Canadian policy has never focused on ballistic missile defence (BMD) as a credible or even promising response to the threat of nuclear destruction. Even so, Canadian officials are currently engaged in extensive discussions with the United States on how BMD might protect Canadians and how Canada might link to the systems now being constructed.
The discussions are appropriate in the sense that Canada needs to be at the table when Washington explores military measures affecting the defence of North America; however, Ottawa should be aware of the possibility that the BMD project is headed for trouble.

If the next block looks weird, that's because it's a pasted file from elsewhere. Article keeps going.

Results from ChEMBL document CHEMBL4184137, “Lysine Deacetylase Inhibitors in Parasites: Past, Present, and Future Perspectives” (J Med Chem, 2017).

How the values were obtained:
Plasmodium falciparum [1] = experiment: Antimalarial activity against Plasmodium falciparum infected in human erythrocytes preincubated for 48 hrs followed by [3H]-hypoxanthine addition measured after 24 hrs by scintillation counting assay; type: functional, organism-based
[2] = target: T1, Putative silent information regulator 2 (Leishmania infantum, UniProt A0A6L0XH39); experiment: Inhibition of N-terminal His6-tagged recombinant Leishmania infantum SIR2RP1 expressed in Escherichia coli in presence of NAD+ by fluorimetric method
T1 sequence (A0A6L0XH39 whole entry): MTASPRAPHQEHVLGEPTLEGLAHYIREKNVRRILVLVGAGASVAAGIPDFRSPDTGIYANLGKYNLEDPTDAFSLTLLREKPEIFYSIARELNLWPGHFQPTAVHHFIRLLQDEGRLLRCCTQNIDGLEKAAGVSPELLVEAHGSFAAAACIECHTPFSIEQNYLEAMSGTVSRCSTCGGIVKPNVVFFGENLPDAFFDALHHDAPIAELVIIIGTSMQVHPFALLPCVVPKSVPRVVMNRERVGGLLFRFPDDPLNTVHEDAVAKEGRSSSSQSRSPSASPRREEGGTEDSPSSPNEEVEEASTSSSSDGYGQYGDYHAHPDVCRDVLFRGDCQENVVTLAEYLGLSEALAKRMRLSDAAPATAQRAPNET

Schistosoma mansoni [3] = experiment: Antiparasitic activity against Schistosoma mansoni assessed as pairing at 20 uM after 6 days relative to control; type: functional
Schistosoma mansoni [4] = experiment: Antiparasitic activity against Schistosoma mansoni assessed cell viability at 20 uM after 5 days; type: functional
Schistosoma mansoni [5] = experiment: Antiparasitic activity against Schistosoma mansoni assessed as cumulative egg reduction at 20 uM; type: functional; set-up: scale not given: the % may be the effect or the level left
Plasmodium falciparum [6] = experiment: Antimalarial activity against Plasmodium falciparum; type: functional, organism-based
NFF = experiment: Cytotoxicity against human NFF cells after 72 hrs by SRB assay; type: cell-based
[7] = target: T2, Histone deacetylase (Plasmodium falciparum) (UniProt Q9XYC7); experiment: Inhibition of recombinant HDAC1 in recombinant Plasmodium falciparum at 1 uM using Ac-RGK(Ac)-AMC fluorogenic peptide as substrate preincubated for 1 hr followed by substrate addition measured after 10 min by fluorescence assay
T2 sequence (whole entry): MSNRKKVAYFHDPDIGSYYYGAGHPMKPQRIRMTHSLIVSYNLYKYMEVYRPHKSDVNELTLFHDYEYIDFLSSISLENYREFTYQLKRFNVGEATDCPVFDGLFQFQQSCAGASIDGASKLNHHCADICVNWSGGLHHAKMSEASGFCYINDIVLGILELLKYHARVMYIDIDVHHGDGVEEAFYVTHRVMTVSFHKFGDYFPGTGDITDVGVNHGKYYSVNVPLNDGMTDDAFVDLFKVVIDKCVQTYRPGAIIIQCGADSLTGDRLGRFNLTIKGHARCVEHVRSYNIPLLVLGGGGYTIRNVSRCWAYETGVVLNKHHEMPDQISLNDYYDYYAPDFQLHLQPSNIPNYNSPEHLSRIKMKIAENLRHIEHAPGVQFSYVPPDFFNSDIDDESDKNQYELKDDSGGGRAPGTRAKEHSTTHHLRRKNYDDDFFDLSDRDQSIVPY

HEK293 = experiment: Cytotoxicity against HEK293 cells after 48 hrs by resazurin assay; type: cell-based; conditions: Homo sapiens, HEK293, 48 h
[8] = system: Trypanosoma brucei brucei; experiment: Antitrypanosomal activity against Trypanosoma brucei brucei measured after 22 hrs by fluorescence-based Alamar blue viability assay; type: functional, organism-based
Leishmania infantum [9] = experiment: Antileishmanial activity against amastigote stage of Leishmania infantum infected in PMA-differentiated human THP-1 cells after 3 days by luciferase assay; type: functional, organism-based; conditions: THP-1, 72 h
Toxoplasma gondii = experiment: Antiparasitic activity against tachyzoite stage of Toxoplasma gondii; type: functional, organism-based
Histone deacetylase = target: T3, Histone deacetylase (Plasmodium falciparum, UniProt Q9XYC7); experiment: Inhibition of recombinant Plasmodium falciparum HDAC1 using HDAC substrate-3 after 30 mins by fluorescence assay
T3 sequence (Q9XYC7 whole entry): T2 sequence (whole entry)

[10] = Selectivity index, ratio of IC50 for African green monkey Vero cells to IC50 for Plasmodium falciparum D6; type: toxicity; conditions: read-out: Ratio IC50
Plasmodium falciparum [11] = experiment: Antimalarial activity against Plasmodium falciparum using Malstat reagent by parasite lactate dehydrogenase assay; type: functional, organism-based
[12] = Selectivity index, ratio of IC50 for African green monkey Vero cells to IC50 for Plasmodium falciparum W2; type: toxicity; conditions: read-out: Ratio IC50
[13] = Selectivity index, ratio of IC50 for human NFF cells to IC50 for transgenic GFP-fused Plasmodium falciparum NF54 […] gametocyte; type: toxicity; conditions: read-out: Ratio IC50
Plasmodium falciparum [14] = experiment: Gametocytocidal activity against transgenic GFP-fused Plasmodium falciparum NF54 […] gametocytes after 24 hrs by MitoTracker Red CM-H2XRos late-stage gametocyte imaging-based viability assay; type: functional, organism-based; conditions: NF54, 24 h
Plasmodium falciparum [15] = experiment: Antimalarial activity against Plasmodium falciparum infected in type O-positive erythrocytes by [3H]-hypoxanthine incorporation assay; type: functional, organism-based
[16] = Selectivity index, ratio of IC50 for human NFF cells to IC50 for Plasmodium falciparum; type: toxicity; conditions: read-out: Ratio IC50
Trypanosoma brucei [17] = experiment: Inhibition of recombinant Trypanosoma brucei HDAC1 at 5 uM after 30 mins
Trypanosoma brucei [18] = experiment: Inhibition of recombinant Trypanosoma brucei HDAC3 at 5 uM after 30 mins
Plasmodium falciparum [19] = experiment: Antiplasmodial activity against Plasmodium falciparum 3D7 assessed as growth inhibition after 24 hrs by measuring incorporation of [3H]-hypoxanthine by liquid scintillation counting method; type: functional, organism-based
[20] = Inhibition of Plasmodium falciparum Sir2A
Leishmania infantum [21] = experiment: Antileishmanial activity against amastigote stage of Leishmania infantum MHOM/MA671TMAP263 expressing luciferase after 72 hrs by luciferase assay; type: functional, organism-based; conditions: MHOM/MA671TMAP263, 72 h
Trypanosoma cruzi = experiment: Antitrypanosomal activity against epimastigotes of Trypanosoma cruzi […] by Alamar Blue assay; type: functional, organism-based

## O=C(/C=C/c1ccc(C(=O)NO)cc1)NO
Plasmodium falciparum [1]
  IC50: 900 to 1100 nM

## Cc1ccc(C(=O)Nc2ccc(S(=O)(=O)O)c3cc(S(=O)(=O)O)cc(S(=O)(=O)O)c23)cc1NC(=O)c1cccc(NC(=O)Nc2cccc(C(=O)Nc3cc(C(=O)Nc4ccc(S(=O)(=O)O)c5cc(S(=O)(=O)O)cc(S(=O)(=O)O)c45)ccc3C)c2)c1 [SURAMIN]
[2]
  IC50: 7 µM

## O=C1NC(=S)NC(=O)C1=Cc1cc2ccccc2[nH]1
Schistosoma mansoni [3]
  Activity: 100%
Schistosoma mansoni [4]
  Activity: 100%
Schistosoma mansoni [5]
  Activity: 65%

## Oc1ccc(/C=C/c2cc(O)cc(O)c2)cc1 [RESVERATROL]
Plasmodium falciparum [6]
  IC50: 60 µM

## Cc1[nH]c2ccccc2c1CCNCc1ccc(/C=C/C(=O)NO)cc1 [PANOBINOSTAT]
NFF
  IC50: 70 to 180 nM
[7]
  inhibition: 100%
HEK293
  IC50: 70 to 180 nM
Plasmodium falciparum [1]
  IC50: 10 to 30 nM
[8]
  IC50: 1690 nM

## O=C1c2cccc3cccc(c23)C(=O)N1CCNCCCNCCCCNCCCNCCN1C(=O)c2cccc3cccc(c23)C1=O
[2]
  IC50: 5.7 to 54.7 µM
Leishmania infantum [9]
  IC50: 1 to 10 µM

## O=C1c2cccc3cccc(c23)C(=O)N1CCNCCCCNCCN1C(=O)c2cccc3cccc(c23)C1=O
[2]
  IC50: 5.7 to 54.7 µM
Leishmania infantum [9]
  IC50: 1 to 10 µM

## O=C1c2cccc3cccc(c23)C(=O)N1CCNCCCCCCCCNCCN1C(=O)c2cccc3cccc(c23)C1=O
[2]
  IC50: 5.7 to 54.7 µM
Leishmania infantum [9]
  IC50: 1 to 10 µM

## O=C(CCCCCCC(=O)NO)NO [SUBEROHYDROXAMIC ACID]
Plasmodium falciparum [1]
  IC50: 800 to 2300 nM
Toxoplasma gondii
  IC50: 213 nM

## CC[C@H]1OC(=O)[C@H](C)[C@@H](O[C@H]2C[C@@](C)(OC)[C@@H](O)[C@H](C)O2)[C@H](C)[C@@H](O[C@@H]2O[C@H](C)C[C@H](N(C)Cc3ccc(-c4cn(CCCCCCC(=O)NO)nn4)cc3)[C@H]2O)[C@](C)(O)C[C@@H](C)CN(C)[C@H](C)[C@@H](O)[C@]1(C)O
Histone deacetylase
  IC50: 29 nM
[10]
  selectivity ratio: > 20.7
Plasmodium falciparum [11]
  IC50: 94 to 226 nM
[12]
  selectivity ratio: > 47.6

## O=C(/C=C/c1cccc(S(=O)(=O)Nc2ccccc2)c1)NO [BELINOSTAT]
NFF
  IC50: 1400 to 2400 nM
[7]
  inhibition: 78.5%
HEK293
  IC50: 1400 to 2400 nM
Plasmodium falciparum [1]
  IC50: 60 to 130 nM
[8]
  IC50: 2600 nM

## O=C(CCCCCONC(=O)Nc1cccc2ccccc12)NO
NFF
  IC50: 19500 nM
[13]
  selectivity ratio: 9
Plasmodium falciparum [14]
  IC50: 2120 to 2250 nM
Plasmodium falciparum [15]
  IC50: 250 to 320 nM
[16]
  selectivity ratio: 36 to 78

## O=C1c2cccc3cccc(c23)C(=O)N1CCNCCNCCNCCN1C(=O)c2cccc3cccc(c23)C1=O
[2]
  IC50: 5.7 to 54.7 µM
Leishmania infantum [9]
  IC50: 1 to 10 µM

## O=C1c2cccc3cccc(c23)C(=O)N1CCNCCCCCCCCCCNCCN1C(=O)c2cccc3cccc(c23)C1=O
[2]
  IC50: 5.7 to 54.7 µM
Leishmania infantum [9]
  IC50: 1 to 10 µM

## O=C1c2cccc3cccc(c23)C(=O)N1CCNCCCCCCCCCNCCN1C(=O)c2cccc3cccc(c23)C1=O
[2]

A combination of cost overruns, technological challenges and discernable diplomatic progress in mitigating the perceived threat could lead to a quick reversal in the political favour BMD now enjoys.
Moreover, the government should seriously question Washington’s single-minded pursuit of BMD, which is causing present disruptions in the global security environment.
Finally, Ottawa should recognize that, as with any number of other American undertakings, Canada is not obliged to draw this experimental BMD program into a formal policy declaration.